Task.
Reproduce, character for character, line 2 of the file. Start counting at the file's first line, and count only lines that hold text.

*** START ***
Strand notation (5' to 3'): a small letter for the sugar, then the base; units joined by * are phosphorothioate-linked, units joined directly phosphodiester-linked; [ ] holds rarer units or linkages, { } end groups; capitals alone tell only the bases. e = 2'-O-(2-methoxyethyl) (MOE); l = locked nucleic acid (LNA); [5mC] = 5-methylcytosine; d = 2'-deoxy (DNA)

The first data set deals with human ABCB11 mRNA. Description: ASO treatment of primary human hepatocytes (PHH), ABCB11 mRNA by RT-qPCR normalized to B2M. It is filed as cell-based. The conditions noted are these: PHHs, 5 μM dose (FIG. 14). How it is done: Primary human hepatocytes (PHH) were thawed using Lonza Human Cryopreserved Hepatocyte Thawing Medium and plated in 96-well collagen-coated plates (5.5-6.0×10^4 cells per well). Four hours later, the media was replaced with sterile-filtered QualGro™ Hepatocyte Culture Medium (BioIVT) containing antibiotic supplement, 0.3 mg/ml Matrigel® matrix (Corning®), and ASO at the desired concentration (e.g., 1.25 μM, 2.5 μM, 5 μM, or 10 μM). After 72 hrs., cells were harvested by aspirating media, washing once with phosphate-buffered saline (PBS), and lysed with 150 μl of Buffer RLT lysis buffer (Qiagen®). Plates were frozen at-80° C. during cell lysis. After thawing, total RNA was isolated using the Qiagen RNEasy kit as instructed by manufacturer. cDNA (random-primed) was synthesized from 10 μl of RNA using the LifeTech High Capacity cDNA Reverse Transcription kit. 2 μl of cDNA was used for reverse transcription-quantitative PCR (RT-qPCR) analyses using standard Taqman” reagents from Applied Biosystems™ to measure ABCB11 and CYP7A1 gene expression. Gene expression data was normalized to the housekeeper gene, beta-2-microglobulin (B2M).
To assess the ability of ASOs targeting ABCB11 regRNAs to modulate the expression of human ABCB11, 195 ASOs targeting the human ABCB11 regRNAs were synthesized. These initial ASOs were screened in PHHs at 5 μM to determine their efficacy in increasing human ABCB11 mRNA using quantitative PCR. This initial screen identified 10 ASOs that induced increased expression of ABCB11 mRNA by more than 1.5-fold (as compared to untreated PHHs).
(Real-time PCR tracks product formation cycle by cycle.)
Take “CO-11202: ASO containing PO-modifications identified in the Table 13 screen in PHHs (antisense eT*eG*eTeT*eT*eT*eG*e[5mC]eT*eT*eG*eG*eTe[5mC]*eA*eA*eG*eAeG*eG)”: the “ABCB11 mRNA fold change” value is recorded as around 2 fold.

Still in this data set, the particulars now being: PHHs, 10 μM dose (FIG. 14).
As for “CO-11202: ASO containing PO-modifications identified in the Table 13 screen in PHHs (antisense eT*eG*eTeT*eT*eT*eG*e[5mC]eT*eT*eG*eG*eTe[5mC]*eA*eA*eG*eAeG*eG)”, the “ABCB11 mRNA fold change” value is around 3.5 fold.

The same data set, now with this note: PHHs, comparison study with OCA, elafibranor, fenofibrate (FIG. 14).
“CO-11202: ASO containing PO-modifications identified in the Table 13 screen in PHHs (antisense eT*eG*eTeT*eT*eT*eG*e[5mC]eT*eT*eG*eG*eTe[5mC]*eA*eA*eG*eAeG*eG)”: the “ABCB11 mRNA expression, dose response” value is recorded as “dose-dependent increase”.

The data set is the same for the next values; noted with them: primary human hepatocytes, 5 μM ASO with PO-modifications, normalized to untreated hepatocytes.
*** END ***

The first data set deals with human ABCB11 mRNA. Description: ASO treatment of primary human hepatocytes (PHH), ABCB11 mRNA by RT-qPCR normalized to B2M. It is filed as cell-based. The conditions noted are these: PHHs, 5 μM dose (FIG. 14). How it is done: Primary human hepatocytes (PHH) were thawed using Lonza Human Cryopreserved Hepatocyte Thawing Medium and plated in 96-well collagen-coated plates (5.5-6.0×10^4 cells per well). Four hours later, the media was replaced with sterile-filtered QualGro™ Hepatocyte Culture Medium (BioIVT) containing antibiotic supplement, 0.3 mg/ml Matrigel® matrix (Corning®), and ASO at the desired concentration (e.g., 1.25 μM, 2.5 μM, 5 μM, or 10 μM). After 72 hrs., cells were harvested by aspirating media, washing once with phosphate-buffered saline (PBS), and lysed with 150 μl of Buffer RLT lysis buffer (Qiagen®). Plates were frozen at-80° C. during cell lysis. After thawing, total RNA was isolated using the Qiagen RNEasy kit as instructed by manufacturer. cDNA (random-primed) was synthesized from 10 μl of RNA using the LifeTech High Capacity cDNA Reverse Transcription kit. 2 μl of cDNA was used for reverse transcription-quantitative PCR (RT-qPCR) analyses using standard Taqman” reagents from Applied Biosystems™ to measure ABCB11 and CYP7A1 gene expression. Gene expression data was normalized to the housekeeper gene, beta-2-microglobulin (B2M).